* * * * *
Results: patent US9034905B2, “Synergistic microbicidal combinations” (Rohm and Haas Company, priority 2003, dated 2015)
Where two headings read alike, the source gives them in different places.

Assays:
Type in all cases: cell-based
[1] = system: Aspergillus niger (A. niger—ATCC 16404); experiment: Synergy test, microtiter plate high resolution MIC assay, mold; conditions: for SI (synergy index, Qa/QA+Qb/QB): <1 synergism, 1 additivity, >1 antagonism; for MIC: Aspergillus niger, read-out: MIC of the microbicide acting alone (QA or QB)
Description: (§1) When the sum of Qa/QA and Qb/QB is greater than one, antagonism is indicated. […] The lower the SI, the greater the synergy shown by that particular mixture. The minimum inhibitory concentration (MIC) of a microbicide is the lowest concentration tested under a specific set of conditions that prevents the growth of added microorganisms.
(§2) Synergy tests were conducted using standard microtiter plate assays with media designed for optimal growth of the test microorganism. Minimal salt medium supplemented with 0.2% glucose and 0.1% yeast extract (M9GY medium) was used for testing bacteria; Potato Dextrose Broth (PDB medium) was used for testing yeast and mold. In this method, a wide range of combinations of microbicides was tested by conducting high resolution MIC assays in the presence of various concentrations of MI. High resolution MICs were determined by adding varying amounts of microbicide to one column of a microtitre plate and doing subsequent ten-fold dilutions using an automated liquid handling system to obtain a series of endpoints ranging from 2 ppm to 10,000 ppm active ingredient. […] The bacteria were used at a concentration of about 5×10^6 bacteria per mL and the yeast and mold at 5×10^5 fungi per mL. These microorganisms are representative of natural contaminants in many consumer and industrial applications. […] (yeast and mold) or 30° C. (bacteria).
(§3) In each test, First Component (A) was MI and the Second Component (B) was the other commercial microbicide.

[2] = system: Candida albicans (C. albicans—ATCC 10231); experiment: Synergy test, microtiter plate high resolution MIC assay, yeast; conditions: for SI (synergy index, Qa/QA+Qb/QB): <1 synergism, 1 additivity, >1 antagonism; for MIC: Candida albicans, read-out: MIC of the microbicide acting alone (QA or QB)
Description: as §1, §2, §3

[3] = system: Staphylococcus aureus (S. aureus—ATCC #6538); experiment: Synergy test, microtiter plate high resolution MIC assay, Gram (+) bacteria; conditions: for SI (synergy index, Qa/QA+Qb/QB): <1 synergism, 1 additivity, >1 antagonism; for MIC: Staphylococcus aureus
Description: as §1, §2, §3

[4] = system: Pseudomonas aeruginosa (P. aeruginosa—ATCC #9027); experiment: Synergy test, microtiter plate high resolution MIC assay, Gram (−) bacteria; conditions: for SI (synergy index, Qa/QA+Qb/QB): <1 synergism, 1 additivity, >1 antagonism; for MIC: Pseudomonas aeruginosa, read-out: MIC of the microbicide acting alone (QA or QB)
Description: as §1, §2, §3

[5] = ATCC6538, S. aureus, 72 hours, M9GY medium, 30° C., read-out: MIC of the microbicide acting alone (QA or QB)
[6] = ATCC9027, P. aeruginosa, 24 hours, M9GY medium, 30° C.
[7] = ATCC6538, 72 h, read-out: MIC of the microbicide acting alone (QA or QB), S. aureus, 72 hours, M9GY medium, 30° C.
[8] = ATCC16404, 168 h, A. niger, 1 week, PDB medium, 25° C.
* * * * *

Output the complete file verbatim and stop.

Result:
Results: patent US9034905B2, “Synergistic microbicidal combinations” (Rohm and Haas Company, priority 2003, dated 2015)
Where two headings read alike, the source gives them in different places.

Assays:
Type in all cases: cell-based
[1] = system: Aspergillus niger (A. niger—ATCC 16404); experiment: Synergy test, microtiter plate high resolution MIC assay, mold; conditions: for SI (synergy index, Qa/QA+Qb/QB): <1 synergism, 1 additivity, >1 antagonism; for MIC: Aspergillus niger, read-out: MIC of the microbicide acting alone (QA or QB)
Description: (§1) When the sum of Qa/QA and Qb/QB is greater than one, antagonism is indicated. […] The lower the SI, the greater the synergy shown by that particular mixture. The minimum inhibitory concentration (MIC) of a microbicide is the lowest concentration tested under a specific set of conditions that prevents the growth of added microorganisms.
(§2) Synergy tests were conducted using standard microtiter plate assays with media designed for optimal growth of the test microorganism. Minimal salt medium supplemented with 0.2% glucose and 0.1% yeast extract (M9GY medium) was used for testing bacteria; Potato Dextrose Broth (PDB medium) was used for testing yeast and mold. In this method, a wide range of combinations of microbicides was tested by conducting high resolution MIC assays in the presence of various concentrations of MI. High resolution MICs were determined by adding varying amounts of microbicide to one column of a microtitre plate and doing subsequent ten-fold dilutions using an automated liquid handling system to obtain a series of endpoints ranging from 2 ppm to 10,000 ppm active ingredient. […] The bacteria were used at a concentration of about 5×10^6 bacteria per mL and the yeast and mold at 5×10^5 fungi per mL. These microorganisms are representative of natural contaminants in many consumer and industrial applications. […] (yeast and mold) or 30° C. (bacteria).
(§3) In each test, First Component (A) was MI and the Second Component (B) was the other commercial microbicide.

[2] = system: Candida albicans (C. albicans—ATCC 10231); experiment: Synergy test, microtiter plate high resolution MIC assay, yeast; conditions: for SI (synergy index, Qa/QA+Qb/QB): <1 synergism, 1 additivity, >1 antagonism; for MIC: Candida albicans, read-out: MIC of the microbicide acting alone (QA or QB)
Description: as §1, §2, §3

[3] = system: Staphylococcus aureus (S. aureus—ATCC #6538); experiment: Synergy test, microtiter plate high resolution MIC assay, Gram (+) bacteria; conditions: for SI (synergy index, Qa/QA+Qb/QB): <1 synergism, 1 additivity, >1 antagonism; for MIC: Staphylococcus aureus
Description: as §1, §2, §3

[4] = system: Pseudomonas aeruginosa (P. aeruginosa—ATCC #9027); experiment: Synergy test, microtiter plate high resolution MIC assay, Gram (−) bacteria; conditions: for SI (synergy index, Qa/QA+Qb/QB): <1 synergism, 1 additivity, >1 antagonism; for MIC: Pseudomonas aeruginosa, read-out: MIC of the microbicide acting alone (QA or QB)
Description: as §1, §2, §3

[5] = ATCC6538, S. aureus, 72 hours, M9GY medium, 30° C., read-out: MIC of the microbicide acting alone (QA or QB)
[6] = ATCC9027, P. aeruginosa, 24 hours, M9GY medium, 30° C.
[7] = ATCC6538, 72 h, read-out: MIC of the microbicide acting alone (QA or QB), S. aureus, 72 hours, M9GY medium, 30° C.
[8] = ATCC16404, 168 h, A. niger, 1 week, PDB medium, 25° C.